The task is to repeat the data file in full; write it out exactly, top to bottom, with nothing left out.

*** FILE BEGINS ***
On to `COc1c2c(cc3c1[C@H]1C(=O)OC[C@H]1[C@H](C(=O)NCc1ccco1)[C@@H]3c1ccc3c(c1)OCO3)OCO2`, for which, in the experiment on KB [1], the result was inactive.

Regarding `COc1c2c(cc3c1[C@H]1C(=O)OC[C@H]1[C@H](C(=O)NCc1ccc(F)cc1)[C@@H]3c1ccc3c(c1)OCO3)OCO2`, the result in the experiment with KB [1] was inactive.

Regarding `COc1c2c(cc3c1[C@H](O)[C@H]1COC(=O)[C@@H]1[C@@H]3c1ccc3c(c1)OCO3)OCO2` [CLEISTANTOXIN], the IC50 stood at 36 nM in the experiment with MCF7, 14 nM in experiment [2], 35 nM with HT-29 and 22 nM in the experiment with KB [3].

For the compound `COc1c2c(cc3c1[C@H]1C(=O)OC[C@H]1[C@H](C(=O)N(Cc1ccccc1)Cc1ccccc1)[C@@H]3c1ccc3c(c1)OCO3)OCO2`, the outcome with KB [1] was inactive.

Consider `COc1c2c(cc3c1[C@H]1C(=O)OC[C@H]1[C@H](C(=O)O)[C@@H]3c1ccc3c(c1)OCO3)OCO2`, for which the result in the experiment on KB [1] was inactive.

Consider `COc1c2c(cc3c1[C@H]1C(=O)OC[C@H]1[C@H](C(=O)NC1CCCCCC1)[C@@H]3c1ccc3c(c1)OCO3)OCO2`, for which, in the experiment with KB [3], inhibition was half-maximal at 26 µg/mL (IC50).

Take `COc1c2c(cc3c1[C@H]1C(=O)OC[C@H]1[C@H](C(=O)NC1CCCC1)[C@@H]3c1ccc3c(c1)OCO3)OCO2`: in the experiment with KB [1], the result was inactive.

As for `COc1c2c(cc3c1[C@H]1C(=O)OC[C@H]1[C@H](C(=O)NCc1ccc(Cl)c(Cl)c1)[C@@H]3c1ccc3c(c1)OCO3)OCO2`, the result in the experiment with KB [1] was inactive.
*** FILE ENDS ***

On to `COc1c2c(cc3c1[C@H]1C(=O)OC[C@H]1[C@H](C(=O)NCc1ccco1)[C@@H]3c1ccc3c(c1)OCO3)OCO2`, for which, in the experiment on KB [1], the result was inactive.

Regarding `COc1c2c(cc3c1[C@H]1C(=O)OC[C@H]1[C@H](C(=O)NCc1ccc(F)cc1)[C@@H]3c1ccc3c(c1)OCO3)OCO2`, the result in the experiment with KB [1] was inactive.

Regarding `COc1c2c(cc3c1[C@H](O)[C@H]1COC(=O)[C@@H]1[C@@H]3c1ccc3c(c1)OCO3)OCO2` [CLEISTANTOXIN], the IC50 stood at 36 nM in the experiment with MCF7, 14 nM in experiment [2], 35 nM with HT-29 and 22 nM in the experiment with KB [3].

For the compound `COc1c2c(cc3c1[C@H]1C(=O)OC[C@H]1[C@H](C(=O)N(Cc1ccccc1)Cc1ccccc1)[C@@H]3c1ccc3c(c1)OCO3)OCO2`, the outcome with KB [1] was inactive.

Consider `COc1c2c(cc3c1[C@H]1C(=O)OC[C@H]1[C@H](C(=O)O)[C@@H]3c1ccc3c(c1)OCO3)OCO2`, for which the result in the experiment on KB [1] was inactive.

Consider `COc1c2c(cc3c1[C@H]1C(=O)OC[C@H]1[C@H](C(=O)NC1CCCCCC1)[C@@H]3c1ccc3c(c1)OCO3)OCO2`, for which, in the experiment with KB [3], inhibition was half-maximal at 26 µg/mL (IC50).

Take `COc1c2c(cc3c1[C@H]1C(=O)OC[C@H]1[C@H](C(=O)NC1CCCC1)[C@@H]3c1ccc3c(c1)OCO3)OCO2`: in the experiment with KB [1], the result was inactive.

As for `COc1c2c(cc3c1[C@H]1C(=O)OC[C@H]1[C@H](C(=O)NCc1ccc(Cl)c(Cl)c1)[C@@H]3c1ccc3c(c1)OCO3)OCO2`, the result in the experiment with KB [1] was inactive.